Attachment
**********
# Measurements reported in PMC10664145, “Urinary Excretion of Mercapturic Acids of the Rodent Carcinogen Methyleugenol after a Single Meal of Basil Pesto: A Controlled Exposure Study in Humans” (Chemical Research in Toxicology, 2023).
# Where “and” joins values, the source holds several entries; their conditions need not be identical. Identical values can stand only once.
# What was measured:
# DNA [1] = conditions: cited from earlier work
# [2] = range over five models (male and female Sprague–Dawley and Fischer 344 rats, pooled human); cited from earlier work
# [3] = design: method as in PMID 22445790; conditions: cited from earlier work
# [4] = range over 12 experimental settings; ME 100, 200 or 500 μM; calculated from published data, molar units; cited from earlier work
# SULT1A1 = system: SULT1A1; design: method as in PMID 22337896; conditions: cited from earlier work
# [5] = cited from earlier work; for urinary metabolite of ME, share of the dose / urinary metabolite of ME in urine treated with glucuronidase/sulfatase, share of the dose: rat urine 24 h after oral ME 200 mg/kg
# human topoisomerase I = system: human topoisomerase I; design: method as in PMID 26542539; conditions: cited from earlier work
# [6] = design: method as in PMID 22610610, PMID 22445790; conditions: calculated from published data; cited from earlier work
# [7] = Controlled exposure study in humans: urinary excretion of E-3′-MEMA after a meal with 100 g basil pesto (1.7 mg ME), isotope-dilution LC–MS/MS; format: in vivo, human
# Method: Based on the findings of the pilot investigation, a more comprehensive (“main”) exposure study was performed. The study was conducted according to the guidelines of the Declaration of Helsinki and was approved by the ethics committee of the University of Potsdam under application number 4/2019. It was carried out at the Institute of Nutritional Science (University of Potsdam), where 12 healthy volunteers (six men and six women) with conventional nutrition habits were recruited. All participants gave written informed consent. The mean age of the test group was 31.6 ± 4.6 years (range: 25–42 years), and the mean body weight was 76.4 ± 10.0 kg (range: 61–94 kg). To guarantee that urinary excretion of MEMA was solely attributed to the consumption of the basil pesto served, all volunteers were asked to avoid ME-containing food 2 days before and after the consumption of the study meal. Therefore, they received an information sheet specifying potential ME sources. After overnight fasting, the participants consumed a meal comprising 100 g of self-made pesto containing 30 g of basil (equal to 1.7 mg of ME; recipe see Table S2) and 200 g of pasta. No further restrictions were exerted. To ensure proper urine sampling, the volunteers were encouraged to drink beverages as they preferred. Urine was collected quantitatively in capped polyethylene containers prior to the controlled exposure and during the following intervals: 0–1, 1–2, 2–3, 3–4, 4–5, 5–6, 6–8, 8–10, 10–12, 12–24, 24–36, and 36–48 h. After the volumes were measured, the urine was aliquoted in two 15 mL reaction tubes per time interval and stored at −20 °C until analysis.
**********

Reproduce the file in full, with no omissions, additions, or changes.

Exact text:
# Measurements reported in PMC10664145, “Urinary Excretion of Mercapturic Acids of the Rodent Carcinogen Methyleugenol after a Single Meal of Basil Pesto: A Controlled Exposure Study in Humans” (Chemical Research in Toxicology, 2023).
# Where “and” joins values, the source holds several entries; their conditions need not be identical. Identical values can stand only once.
# What was measured:
# DNA [1] = conditions: cited from earlier work
# [2] = range over five models (male and female Sprague–Dawley and Fischer 344 rats, pooled human); cited from earlier work
# [3] = design: method as in PMID 22445790; conditions: cited from earlier work
# [4] = range over 12 experimental settings; ME 100, 200 or 500 μM; calculated from published data, molar units; cited from earlier work
# SULT1A1 = system: SULT1A1; design: method as in PMID 22337896; conditions: cited from earlier work
# [5] = cited from earlier work; for urinary metabolite of ME, share of the dose / urinary metabolite of ME in urine treated with glucuronidase/sulfatase, share of the dose: rat urine 24 h after oral ME 200 mg/kg
# human topoisomerase I = system: human topoisomerase I; design: method as in PMID 26542539; conditions: cited from earlier work
# [6] = design: method as in PMID 22610610, PMID 22445790; conditions: calculated from published data; cited from earlier work
# [7] = Controlled exposure study in humans: urinary excretion of E-3′-MEMA after a meal with 100 g basil pesto (1.7 mg ME), isotope-dilution LC–MS/MS; format: in vivo, human
# Method: Based on the findings of the pilot investigation, a more comprehensive (“main”) exposure study was performed. The study was conducted according to the guidelines of the Declaration of Helsinki and was approved by the ethics committee of the University of Potsdam under application number 4/2019. It was carried out at the Institute of Nutritional Science (University of Potsdam), where 12 healthy volunteers (six men and six women) with conventional nutrition habits were recruited. All participants gave written informed consent. The mean age of the test group was 31.6 ± 4.6 years (range: 25–42 years), and the mean body weight was 76.4 ± 10.0 kg (range: 61–94 kg). To guarantee that urinary excretion of MEMA was solely attributed to the consumption of the basil pesto served, all volunteers were asked to avoid ME-containing food 2 days before and after the consumption of the study meal. Therefore, they received an information sheet specifying potential ME sources. After overnight fasting, the participants consumed a meal comprising 100 g of self-made pesto containing 30 g of basil (equal to 1.7 mg of ME; recipe see Table S2) and 200 g of pasta. No further restrictions were exerted. To ensure proper urine sampling, the volunteers were encouraged to drink beverages as they preferred. Urine was collected quantitatively in capped polyethylene containers prior to the controlled exposure and during the following intervals: 0–1, 1–2, 2–3, 3–4, 4–5, 5–6, 6–8, 8–10, 10–12, 12–24, 24–36, and 36–48 h. After the volumes were measured, the urine was aliquoted in two 15 mL reaction tubes per time interval and stored at −20 °C until analysis.